China ‘trying to ‘study’ Russia’s failures; The CIA director would “not rule out” an early invasion of Taiwan.
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CIA Director William Burns suggested that China would carefully examine Russia’s many failures in Ukraine, which could shed light on “how and when” Beijing might invade Taiwan.
“I think our feeling is that it’s probably less about whether the Chinese leadership will use force to control Taiwan a few years from now and more about how and when they would do it,” Burns said at the Aspen Security Forum. “If there’s one lesson I think they can take from Putin’s experience in Ukraine, it’s that you don’t win quick, decisive victories with overwhelming force.”
Burns provided a wide-ranging interview at the forum, addressing issues ranging from Iran’s nuclear capabilities to the Russian jailing of American basketball player Brittney Griner. But he spent most of his time debating the United States’ two biggest rivals.
He paid particular attention to the Russian invasion of Ukraine, including Putin’s mentality and the possible factors that contributed to Russia’s swift and decisive failure to win the conflict, and what lessons China could learn from the experience when facing a possible invasion of Taiwan.
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“I would not underestimate President Xi’s determination to assert China’s control over Taiwan,” Burns said. “He is determined to ensure his military is capable of conducting such an action should he decide to move in that direction.”
The Russian invasion of Ukraine proved to be a “strategic failure” for Putin, with Burns revealing that he believed the latest US intelligence estimates would show about 15,000 Russian troops killed and “maybe three times” that many troops wounded. It was the first update in months from any intelligence source on possible Russian casualties.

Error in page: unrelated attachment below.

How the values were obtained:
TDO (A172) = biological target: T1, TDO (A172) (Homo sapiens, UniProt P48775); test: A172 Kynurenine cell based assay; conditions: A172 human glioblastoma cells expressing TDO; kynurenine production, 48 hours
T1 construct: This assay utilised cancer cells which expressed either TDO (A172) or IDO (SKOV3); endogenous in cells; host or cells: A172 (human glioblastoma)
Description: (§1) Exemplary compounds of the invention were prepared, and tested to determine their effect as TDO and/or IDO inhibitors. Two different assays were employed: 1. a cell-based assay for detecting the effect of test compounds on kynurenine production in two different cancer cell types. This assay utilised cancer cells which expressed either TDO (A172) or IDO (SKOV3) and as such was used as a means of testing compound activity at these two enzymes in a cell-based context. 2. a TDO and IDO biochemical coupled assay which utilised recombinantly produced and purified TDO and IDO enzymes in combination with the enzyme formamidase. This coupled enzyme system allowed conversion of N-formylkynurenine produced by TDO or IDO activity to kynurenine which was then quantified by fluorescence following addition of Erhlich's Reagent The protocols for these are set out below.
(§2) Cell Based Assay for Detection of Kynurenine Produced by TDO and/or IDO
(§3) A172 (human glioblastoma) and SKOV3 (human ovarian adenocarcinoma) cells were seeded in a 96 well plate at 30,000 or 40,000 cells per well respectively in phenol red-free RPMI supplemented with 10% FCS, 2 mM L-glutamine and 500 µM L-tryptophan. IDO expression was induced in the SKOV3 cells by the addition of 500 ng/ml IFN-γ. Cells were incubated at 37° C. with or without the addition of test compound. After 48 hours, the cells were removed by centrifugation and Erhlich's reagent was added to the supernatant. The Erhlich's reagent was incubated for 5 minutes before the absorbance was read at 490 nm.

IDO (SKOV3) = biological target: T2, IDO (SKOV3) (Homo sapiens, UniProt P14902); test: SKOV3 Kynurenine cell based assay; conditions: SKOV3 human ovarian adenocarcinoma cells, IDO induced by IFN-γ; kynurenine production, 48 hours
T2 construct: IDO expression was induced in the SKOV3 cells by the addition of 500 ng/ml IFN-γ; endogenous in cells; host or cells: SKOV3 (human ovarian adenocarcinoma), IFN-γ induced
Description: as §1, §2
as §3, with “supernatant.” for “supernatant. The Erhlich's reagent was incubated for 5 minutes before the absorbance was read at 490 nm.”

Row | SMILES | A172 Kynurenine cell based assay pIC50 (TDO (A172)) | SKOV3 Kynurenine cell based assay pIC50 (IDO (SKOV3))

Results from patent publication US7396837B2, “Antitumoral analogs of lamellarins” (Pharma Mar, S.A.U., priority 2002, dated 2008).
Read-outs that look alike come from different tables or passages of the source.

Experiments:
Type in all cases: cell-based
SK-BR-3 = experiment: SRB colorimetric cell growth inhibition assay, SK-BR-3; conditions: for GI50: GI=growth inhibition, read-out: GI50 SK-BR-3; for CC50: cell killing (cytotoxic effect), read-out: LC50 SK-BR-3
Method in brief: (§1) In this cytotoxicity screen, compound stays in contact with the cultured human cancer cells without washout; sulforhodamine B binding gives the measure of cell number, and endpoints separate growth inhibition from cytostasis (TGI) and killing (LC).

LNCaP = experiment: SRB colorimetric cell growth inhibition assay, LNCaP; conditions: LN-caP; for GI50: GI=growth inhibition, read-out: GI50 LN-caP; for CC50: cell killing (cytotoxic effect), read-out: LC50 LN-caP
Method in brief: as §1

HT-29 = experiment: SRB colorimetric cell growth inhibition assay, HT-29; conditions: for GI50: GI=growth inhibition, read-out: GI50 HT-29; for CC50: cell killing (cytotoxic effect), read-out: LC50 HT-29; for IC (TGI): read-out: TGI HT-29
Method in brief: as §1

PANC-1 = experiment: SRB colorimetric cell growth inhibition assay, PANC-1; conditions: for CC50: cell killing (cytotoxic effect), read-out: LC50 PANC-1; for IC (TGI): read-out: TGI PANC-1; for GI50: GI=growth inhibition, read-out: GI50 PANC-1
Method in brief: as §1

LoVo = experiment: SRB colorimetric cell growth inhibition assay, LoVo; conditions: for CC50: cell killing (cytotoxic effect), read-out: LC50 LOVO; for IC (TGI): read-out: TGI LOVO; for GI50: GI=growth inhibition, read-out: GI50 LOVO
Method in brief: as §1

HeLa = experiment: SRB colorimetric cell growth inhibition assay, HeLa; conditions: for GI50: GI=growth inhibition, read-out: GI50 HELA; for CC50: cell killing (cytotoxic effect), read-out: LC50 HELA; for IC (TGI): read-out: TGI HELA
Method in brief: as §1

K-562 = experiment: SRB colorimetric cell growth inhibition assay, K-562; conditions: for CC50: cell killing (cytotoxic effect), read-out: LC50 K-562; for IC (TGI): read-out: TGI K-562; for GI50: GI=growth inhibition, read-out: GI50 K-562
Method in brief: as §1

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“The Ukrainians have also suffered, probably a little less, but significant casualties are the bigger picture,” Burns said, adding that he believes “Russia plans to dig in and keep pounding Ukraine and believe that when the winter is coming and the fuel costs in Europe are so high that NATO solidarity is weakening.”
According to Burns, Putin’s failure to “break up NATO” would be his greatest misstep. The alliance will add Finland and Sweden to “step up its operations”.
Instead, with its focus shifted to the Donbass region, Russia has now “retired to a convenient mode of war” and instead relied on “long-range firepower” to create a stalemate and make up for personnel weaknesses.
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This may have led China to be more “cautious” about its military after seeing Putin round Europeans and Americans closer together. It has “unnerved the Chinese … as they have been betting on their ability to pit some Europeans against the Americans as well,” Burns said.
“The Chinese leadership was to some extent unsettled – particularly in the early days of Putin’s war in Ukraine – by what they were seeing. Unnerved by the Russian military performance at the beginning and the performance of the Russian weapons. Unnerved by the economic uncertainties, the war will be unleashed across the world in a year.
“I think Xi Jinping’s main concern is to get through a very important party congress in the fall and have a relatively predictable global economic landscape.”
Burns also discussed the threat of global warming, saying it is a challenge comparable to that of China.
“If you assume, as I do, that the People’s Republic of China is the biggest geopolitical challenge facing our country in the 21st century, the biggest existential threat in many ways is climate change,” he said.
The CIA director also repeated warnings about Iran’s increasing speed in acquiring a nuclear device, a point echoed by France’s foreign minister earlier this month.
He noted that according to the JCPOA, the Joint Comprehensive Nuclear Agreement, “which the last government canceled a few years ago, the breakout time to produce this amount of fissile material was just over a year.”
He said today that “the same breakout time cannot be measured in a year or more, but in weeks”.
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Burns also told the audience at the Aspen Security Forum that he was in Afghanistan the week before the US withdrawal.
“I would say, as the President has said publicly, none of us expected that the Afghan government would flee so quickly or that the Afghan military would collapse so quickly.
“Nonetheless, I think that at least the CIA has always been on the more pessimistic end of the spectrum in highlighting over the spring and summer the obvious way the Taliban were rapidly advancing that has eroded in many ways, not just the political leadership, but also the military.”